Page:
Meanwhile, Well and Good is calling this type of farming the “future of sustainable food,” while FreshDirect is highlighting it as a top trend, as well, with the latter inviting people to vote with their wallets by choosing regenerative-friendly companies.
We’re very, very happy to read all of this. Seriously!
For us, though, regenerative farming is far more than something listed in a trends report—and it’s nothing new.
For us, it’s a lifestyle. It’s at the heart and soul of everything we’ve done, all that we do—and everything we plan to do. As we grow vegetables slowly and gently in full accord with nature, we use farming techniques that leave our soil in better shape, healthier shape, and this is the foundation of everything that happens at The Chef’s Garden.
In short, we wholly embrace regenerative farming.
We used to use the term sustainable farming to describe our philosophy but, as language has evolved, we began to realize that—because we go far beyond simply being sustainable, focusing on making our soil better than how we found it—regenerative farming is what really describes how we think and what we do.
Cover crops are central to this type of farming, which are crops specifically and strategically grown to enrich the soil. You can find more information about cover crops here.
Now, we’ll list links and quotes from websites around the web that are sharing information about and insights into three key food trends in 2020, starting with regenerative farming. Keep reading for information about the other two—along with two bonus trends.
Key Trend #1 Regenerative Farming
Half a world away from us, in Australia, February 14, 2020 will be National Regenerative Agriculture Day, a celebration that “aims to inspire individuals practicing, supporting or engaging regeneration of our eco-system, soil, food chain, communities and culture to come together on Valentine's Day 2020 to celebrate #heartyourfarmer and help promote regenerative solutions.”
The site asks the following regenerative farming questions of its readers—and, to us, the answer to each and every question is a resounding yes.
Is it the story of carbon?
Is it the story of soil?
Is it the story of farmers?
Is it the story of grandchildren?
Is it the story of earth?
Is it the story of saving earth?
In a 2019 CBS report, the news agency says the following about the crucial 2020 food trend of regenerative farming: “Maybe it doesn't look like much more than dirt, but soil does more than just give crops life—it also serves as the terrestrial ecosystem's most significant carbon storehouse. Fertile soil is microbe- and carbon-rich. Improperly cultivating it with traditional practices like excessive tilling and monocropping (producing a single crop every year on the same land) kills off those critical microbes and releases large amounts of carbon into the atmosphere.”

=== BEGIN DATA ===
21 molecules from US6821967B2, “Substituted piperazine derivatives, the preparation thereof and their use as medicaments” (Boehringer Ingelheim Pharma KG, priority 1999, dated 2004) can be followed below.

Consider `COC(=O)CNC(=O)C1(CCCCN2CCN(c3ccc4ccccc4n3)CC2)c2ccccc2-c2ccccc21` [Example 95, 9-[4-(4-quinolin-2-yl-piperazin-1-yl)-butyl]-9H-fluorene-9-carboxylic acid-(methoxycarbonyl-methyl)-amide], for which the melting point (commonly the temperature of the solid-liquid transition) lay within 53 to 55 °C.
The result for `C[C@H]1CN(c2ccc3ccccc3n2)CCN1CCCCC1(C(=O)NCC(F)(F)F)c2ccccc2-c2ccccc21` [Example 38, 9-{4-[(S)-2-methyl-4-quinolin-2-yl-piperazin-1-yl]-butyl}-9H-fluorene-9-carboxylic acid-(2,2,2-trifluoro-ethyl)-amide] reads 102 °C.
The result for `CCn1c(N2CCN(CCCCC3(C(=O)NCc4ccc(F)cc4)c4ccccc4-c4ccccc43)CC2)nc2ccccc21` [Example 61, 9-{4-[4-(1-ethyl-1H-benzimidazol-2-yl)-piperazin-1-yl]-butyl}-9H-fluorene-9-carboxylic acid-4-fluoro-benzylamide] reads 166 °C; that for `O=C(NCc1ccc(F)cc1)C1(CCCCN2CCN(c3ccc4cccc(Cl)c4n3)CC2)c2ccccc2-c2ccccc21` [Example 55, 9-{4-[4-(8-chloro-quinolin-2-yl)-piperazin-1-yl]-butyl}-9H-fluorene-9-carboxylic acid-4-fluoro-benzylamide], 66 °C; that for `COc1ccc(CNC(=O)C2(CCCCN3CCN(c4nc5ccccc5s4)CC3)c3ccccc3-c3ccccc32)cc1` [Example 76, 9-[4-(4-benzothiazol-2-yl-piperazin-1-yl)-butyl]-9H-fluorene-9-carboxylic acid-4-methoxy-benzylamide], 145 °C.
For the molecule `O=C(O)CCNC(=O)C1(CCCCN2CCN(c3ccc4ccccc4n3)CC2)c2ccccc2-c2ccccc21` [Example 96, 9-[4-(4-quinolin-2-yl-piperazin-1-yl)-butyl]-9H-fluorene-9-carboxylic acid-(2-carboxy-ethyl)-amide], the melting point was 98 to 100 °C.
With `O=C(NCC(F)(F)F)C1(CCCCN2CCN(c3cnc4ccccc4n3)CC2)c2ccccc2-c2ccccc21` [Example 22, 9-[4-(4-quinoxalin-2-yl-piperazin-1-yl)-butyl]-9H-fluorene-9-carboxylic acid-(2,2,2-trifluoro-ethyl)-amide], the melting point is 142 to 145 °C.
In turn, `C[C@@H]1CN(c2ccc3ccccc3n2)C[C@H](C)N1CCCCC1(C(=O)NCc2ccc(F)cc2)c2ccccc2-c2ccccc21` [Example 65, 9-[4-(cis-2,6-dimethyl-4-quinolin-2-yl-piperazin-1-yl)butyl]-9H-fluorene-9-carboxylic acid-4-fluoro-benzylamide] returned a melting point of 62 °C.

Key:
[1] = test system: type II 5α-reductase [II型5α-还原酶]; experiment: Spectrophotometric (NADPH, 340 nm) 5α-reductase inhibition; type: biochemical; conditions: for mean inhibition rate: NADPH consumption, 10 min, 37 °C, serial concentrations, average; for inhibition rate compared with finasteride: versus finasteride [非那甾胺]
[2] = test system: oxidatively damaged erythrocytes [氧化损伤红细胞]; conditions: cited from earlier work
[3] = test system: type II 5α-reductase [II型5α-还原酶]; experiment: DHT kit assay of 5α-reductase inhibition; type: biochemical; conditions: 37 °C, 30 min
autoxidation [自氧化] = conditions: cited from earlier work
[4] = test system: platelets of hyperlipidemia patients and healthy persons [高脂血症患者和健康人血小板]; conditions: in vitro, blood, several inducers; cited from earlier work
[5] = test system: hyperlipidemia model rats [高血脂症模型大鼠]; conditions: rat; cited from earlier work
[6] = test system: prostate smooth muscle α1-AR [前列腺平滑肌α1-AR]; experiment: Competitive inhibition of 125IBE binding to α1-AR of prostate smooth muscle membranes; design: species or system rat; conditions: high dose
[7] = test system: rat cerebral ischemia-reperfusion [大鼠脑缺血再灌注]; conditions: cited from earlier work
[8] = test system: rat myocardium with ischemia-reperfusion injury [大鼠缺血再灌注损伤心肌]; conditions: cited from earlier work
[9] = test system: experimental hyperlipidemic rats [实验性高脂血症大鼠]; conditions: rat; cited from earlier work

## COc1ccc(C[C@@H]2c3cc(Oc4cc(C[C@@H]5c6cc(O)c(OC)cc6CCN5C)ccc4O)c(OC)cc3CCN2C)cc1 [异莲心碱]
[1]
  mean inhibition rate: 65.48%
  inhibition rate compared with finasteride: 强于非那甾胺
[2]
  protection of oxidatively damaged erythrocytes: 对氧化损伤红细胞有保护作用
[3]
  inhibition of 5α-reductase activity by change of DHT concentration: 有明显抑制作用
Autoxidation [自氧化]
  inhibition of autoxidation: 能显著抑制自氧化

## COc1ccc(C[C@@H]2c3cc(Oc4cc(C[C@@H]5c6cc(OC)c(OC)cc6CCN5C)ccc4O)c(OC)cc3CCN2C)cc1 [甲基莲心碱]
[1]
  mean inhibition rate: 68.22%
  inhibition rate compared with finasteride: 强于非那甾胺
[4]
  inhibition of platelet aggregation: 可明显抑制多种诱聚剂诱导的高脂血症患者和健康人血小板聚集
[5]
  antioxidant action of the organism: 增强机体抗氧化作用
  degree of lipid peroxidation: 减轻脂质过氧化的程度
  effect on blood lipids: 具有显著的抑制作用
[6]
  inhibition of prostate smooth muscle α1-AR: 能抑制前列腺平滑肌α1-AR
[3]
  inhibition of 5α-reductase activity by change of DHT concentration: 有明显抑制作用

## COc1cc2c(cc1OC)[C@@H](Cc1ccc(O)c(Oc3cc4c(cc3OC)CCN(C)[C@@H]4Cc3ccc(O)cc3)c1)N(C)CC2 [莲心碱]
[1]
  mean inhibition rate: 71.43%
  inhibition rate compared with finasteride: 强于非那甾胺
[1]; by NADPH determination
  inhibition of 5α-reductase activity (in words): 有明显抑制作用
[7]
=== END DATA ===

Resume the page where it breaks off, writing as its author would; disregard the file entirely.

For a deeper dive into the concept of carbon sequestration and the role it plays in regenerative agriculture, we invite you to read our recent blog post, Benefits of Cover Crops, Carbon Sequestration and Regenerative Farming. Here’s a section from that post that provides a high-level look on the subject:
We plant seeds for vegetables, edible flowers, herbs, microgreens and more.
Through the miracle of photosynthesis, the sun provides nutrition so that these plants can grow, while the water from the planet hydrates them.
We gather in the seasonal fruits of the harvest throughout the year.
People can eat delicious and nutritious meals.
After harvesting, farmers at The Chef’s Garden plant cover crops to build our soil up to a degree that’s even healthier than how we found it, a key way to give back to the Earth.
Via these cover crops, Mother Nature offers up yet another of her gifts through the process of sequestering atmospheric carbon dioxide. This amazing process helps to “offset greenhouse gas emissions, such as the carbon dioxide emitted by cars, power plants and other burning of fossil fuels. The soil has significant potential to store carbon and to mitigate the effects of climate change.”
Clearly, the notion of regenerative agriculture goes far beyond simply being the fad of the moment—and the next trend also dovetails well with the idea of ongoing regenerative living.
Trend #2: Plant-Forward Eating
Although a focus on plant-based eating is not new, it continues to gain more and more momentum. Here’s what some experts are saying.
Whole Foods includes “Plant-based Progress” in their top 10 food trends for 2020, while Boston Magazine quotes experts who “agree that we’re going to see a continuous and steady rise in plant-based diets, which can mean traditional vegetarian and vegan diets, but also others like ovo-vegetarianism and lacto-vegetarianism. No matter what you call it though, or even if you don’t label it at all, plant-based diets center around fruits, vegetables, nuts, legumes, and whole grains.”
Benefits of plant-based diets include, according to this magazine article:
BENCHMARK, the global hospitality company, says this about “The Incredible Sprouting Plant Ecosystem”: “In 2020, we expect this trend to grow rapidly. This culminates from years of research and studies, to make plant-based food items equally delicious and as desirable as real meat and dairy products. Many restaurants have encouraged veg-forward eating habits. By 2020, we predict that they will have a dedicated menu for plant-based food items.”
Beverage Daily, meanwhile, puts the focus on the glass, sharing highlights of a report that “sees 2020 as a time for ‘a whole lot of plant-love, served up in a health-conscious way.’” Specific plants highlighted include peas, because of how this delicious and nutritious crop provides people with “phytonutrients, protein, and omega 3s. It has potential to be a major allergen-free, plant-based protein for use in smoothies, plant meats, gravy, and waffles.”